Elena Sheppard
July 03, 2015 8:37 am

Amy Winehouse was witty. “I’ll always put a punchline in a song,” she says early in Asif Kapadia’s biopic, Amy. And put in punchlines she did. In her debut album Frank, written when Amy was 19, she is lovesick, and heartbroken, and big-voiced, and funny. In her song “I Heard Love Is Blind” she sings about cheating on her boyfriend, with a stranger who looks just like him. “His eyes were like yours / His hair was exactly the shade of brown / He’s just not as tall, but I couldn’t tell/ It was dark and I was lying down.” Unexpected humor draped in darkness.

I went to the documentary a casual Amy Winehouse fan — I knew the words to “Rehab,” I bought Back to Black, I loved her vocals on Mark Ronson’s “Valerie” — but I left the film an awestruck devotee. The movie is built on footage stitched together, a patchwork of paparazzi shots, hundreds of interviews, and home movies. We see Amy making silly faces in cities across Europe, Amy taking naps in the backseat of cars, Amy in the studio pouring her soul into a microphone. We see Amy doing drugs, Amy falling in love, Amy performing well and performing catastrophically badly. It is a full picture of a person and all of her many sides; not just a stereotype of a talented addict and the vices that tragically killed her at the age of 27. It’s the portrait of an artist, a woman, and a young one at that. Here are just a few things I learned from the film.

She was a once in a generation jazz singer 

Amy had chops, she also had knowledge. Amy depicts the singer as a jazz devotee and scholar; she cites influences such as popular artists like Sarah Vaughan but also flexes a deeper knowledge crediting jazz instrumentalists like Thelonious Monk. Early footage of her showcases that brassy, jazz sound with an ability to scat like the best of them. Her idol, Tony Bennett, recognizes her as a jazz singer on camera comparing her to the greats like Ella Fitzgerald and Billie Holiday. He says, “She was a natural, a true jazz singer.” He also adds that jazz singers just don’t like singing in front of 50,000 people, Amy was no different.

Many put her in the genius category

Mark Ronson has worked with the best of them. He also watched Amy compose “Rehab” over the course of three frantic days. He has said, “We have this stereotype of young Mozart. Lightening strikes his head and then he furiously scribbles for two hours and has a concerto. She’s the only person I saw who was actually like that.”

Her lyrics were pure poetry

We’ve talked about the wit, but there was more than that in her work; there was total beauty. Amy was a writer, and a brilliant one at that. You don’t need to look further than her lyrics to recognize her ability — and the film studies her lyrics hard, showing them written across the screen to underscore their power. “All I can ever be to you is a darkness that we knew / And this regret I got accustomed to / Once it was so right / When we were at our height / Waiting for you in the hotel at night / I knew I hadn’t met my match / But every moment we could snatch / I don’t know why I got so attached / It’s my responsibility / You don’t owe nothing to me / But to walk away, I have no capacity.”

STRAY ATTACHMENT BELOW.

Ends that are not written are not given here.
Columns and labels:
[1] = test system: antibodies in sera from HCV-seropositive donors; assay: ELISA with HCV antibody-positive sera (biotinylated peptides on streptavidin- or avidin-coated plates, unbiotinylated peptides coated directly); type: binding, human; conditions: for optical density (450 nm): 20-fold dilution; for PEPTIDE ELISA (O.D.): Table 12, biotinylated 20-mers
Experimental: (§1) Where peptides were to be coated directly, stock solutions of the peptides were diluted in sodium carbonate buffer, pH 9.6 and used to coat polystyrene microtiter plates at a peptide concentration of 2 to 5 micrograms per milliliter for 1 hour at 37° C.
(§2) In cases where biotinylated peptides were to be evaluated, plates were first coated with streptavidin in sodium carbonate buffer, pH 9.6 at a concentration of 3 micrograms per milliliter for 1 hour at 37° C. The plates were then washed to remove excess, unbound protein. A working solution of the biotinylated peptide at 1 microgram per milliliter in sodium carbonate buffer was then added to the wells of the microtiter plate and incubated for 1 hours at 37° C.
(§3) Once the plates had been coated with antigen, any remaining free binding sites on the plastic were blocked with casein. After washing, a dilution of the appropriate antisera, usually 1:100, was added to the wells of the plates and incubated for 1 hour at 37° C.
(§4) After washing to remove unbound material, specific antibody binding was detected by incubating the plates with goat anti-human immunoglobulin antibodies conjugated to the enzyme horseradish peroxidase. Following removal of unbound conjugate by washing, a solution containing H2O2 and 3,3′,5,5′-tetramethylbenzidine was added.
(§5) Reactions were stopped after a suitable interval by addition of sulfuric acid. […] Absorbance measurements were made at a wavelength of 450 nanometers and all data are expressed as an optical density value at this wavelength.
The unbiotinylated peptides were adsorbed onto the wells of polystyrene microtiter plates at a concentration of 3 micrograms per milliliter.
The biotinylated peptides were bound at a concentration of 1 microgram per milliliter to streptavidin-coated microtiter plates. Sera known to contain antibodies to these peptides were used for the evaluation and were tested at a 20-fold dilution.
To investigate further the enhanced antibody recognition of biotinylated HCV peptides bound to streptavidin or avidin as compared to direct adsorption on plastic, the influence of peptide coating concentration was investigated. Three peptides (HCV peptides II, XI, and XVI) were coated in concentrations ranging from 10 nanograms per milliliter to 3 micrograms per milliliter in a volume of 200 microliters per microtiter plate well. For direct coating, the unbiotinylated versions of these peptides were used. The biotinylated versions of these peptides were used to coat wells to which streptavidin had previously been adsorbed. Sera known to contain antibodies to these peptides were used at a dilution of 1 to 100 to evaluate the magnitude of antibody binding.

Being famous was not her dream

Indeed, fame terrified her — and through the flash bulb glare of the paparazzi following her every step, it’s easy to see why. In foreshadowing clips from early in her career Amy speaks on fame and why it’s not for her, “I don’t think I’m going to be all that famous,” she says. “I don’t think I could handle it. I think I’d go mental.”

She was working on a third album, and pretty far along

Amy released two albums; Frank in 2003 and Black to Black in 2006. By the time she died in 2011, she was well on her way to a third album. Her producer Salaam Remi has said, “she probably finished the writing process a few weeks before she passed. As far as I could see, we had 14 songs.”

She was human

This isn’t a revelation but with artists who become stories larger than themselves it is oftentimes easy to forget. Amy was a person with a childhood, and friends who adored her, and a personality far different and more nuanced than what was presented in the tabloids. She loved music, she loved to laugh, she was a bit of a hedonist, she was trying to get better.

Nowhere do you see this more clearly in the film than in footage of her at a friends’ fifteenth birthday, when she is belting out “Happy Birthday.” She is a young girl, surrounded by friends, enjoying the moment; she just is both blessed and cursed with an innate talent that she must learn to manage. As the film shows, she never quite did.

(Image via Amy)

Related reading:

In Memoriam: Amy Winehouse

Watching Amy Winehouse sing ‘Happy Birthday’ at age 14 is heart wrenching

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